The first extensive collection of Wernisch's verse to appear in English, drawing together more than one hundred poems from the whole course of Wernisch's career. From imagist haikus to long dramatic monologues, from nonsense verse to metaphysical meditation, from political grotesque to post-modern experiment, from folk songs to war poetry, Wernisch's work illustrates the poet's wide-ranging imagination, his erudite melancholy and absurdist skepticism, and his fascination with both high and low culture from many different poetic traditions.
"One of the basic experiences of reading Wernisch is feeling one’s own imagination begin to overflow the boundaries of an individual poem, even poems that one has read many times before, such that any particular work begins to feel like a fragment of a larger whole — a piece torn from a map, a page torn out of a bestiary, or a folk tale from an otherwise unknown people. And even as the poems encourage us to reach beyond them, they seem to warn us about how destabilizing and disconcerting this reaching can be." — from the Afterword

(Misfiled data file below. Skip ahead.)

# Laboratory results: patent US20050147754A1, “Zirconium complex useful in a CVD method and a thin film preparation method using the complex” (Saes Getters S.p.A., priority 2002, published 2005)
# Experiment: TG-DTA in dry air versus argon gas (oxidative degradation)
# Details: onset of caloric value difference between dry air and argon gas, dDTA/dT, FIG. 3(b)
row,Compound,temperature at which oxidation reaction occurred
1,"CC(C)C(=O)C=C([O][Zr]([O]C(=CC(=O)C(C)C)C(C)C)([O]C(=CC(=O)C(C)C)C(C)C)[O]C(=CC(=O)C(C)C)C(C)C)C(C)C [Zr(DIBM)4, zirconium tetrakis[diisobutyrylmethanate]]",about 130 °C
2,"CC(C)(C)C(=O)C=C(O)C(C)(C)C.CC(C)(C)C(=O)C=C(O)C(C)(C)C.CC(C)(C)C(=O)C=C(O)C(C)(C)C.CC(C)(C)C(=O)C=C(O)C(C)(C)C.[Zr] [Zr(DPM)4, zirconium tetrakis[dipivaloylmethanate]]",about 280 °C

Publisher: Michigan Slavic Publications
Year of Publication: 2007
Location: University of Michigan, Ann Arbor
# of Pages: 170
Format: Soft bound
Series Name / Number: Czech Translation Series [CZT] / 5
Notes, Comments, Reviews:
The collection is edited and translated by Jonathan Bolton, Assistant Professor of Slavic Languages and Literatures at Harvard University. Bolton's afterword places Wernisch's poetry in its Czech context, exploring and explaining the genres and themes that mark Wernisch's work.